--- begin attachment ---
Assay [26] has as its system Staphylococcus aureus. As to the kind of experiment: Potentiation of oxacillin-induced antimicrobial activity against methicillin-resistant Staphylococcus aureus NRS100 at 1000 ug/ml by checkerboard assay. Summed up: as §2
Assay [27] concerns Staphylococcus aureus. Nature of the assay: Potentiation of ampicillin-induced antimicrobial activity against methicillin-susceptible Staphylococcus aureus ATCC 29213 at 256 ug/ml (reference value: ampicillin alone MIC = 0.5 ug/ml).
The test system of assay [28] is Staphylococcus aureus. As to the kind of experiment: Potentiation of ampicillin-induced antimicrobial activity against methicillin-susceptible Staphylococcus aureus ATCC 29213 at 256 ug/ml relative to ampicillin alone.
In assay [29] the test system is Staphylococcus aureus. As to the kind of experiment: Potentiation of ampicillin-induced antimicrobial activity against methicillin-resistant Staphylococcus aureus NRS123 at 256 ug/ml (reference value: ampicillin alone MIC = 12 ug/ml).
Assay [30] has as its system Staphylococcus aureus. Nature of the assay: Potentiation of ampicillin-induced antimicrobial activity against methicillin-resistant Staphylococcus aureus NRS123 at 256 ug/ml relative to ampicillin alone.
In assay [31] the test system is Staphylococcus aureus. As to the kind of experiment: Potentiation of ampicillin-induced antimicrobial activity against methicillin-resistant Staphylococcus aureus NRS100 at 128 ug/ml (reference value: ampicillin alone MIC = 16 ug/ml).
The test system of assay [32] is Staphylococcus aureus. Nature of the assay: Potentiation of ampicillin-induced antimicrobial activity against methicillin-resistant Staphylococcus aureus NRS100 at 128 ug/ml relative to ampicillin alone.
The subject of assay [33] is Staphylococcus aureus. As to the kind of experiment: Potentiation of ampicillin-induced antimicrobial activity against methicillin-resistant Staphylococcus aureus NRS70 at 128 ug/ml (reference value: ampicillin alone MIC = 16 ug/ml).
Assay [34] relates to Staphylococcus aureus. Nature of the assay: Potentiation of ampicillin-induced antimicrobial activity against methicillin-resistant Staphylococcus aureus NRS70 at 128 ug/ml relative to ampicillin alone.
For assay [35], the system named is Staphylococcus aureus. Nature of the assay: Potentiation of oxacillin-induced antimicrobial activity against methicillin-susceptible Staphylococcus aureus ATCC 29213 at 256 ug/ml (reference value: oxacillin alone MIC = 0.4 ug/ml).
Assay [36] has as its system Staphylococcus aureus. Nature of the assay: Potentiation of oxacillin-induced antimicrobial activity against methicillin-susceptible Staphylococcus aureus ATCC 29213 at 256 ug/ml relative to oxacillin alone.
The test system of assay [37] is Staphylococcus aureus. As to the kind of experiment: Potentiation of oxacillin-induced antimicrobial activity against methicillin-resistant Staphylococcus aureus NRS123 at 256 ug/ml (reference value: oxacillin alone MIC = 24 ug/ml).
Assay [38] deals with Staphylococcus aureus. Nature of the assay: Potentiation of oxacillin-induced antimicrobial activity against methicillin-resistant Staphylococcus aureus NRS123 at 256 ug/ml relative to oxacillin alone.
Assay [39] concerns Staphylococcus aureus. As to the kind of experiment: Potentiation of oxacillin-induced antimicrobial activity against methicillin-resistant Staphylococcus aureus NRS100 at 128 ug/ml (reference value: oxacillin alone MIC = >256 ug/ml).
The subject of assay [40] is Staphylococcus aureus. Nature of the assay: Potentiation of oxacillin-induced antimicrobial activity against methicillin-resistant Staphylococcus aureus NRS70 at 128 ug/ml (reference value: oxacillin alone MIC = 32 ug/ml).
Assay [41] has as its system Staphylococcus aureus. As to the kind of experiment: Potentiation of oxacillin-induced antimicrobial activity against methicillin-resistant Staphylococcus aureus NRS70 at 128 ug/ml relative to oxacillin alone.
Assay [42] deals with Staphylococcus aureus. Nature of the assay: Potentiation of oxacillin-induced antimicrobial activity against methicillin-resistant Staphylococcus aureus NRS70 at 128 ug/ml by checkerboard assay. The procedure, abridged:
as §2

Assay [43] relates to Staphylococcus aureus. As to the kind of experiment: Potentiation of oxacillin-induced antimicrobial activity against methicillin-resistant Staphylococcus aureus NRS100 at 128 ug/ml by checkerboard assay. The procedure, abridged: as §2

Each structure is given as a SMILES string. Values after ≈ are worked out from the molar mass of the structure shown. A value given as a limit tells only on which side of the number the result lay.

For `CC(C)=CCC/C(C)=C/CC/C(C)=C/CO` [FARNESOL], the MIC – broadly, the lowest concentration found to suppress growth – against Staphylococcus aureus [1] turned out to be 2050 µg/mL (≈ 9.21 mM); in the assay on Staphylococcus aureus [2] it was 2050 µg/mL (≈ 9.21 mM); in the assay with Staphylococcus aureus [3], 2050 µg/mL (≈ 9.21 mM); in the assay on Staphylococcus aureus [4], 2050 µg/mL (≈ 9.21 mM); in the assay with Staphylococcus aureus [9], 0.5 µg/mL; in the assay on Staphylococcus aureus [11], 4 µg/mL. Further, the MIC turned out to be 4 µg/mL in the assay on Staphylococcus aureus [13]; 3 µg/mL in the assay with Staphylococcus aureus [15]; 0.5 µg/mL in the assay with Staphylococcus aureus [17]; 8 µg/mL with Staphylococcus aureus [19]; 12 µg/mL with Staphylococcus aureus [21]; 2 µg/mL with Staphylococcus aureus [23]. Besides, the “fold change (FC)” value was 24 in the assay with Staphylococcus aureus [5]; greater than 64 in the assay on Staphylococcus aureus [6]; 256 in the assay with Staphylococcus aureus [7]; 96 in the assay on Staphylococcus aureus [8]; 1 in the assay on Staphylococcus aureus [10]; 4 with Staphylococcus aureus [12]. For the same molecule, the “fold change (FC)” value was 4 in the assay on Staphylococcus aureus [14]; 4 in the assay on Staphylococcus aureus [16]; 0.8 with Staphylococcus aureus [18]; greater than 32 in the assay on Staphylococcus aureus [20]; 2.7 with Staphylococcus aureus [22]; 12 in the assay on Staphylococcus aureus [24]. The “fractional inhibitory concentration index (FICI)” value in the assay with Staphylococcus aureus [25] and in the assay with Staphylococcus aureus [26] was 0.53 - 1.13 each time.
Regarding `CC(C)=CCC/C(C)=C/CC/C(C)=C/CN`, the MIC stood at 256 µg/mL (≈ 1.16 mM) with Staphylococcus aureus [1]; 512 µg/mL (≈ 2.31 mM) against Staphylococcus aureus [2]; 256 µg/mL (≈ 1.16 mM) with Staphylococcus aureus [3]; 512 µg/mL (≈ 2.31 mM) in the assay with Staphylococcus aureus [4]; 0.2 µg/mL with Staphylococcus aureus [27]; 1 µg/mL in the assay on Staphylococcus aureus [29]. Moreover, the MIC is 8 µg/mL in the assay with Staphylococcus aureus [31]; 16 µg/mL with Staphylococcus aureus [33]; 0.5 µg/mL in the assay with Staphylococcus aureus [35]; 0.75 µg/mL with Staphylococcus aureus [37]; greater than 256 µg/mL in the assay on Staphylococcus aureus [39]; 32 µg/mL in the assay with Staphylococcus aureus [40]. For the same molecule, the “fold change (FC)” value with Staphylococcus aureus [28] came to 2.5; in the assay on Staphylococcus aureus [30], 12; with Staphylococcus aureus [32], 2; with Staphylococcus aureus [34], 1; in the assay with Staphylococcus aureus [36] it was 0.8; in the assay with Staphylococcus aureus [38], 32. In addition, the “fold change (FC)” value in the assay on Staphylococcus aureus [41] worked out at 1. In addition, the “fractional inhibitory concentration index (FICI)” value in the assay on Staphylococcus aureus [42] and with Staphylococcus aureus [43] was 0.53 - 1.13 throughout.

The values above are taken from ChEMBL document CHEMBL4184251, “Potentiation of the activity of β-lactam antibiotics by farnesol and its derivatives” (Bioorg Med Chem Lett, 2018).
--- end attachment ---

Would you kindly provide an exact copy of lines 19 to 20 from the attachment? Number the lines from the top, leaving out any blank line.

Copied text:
Assay [43] relates to Staphylococcus aureus. As to the kind of experiment: Potentiation of oxacillin-induced antimicrobial activity against methicillin-resistant Staphylococcus aureus NRS100 at 128 ug/ml by checkerboard assay. The procedure, abridged: as §2

Each structure is given as a SMILES string. Values after ≈ are worked out from the molar mass of the structure shown. A value given as a limit tells only on which side of the number the result lay.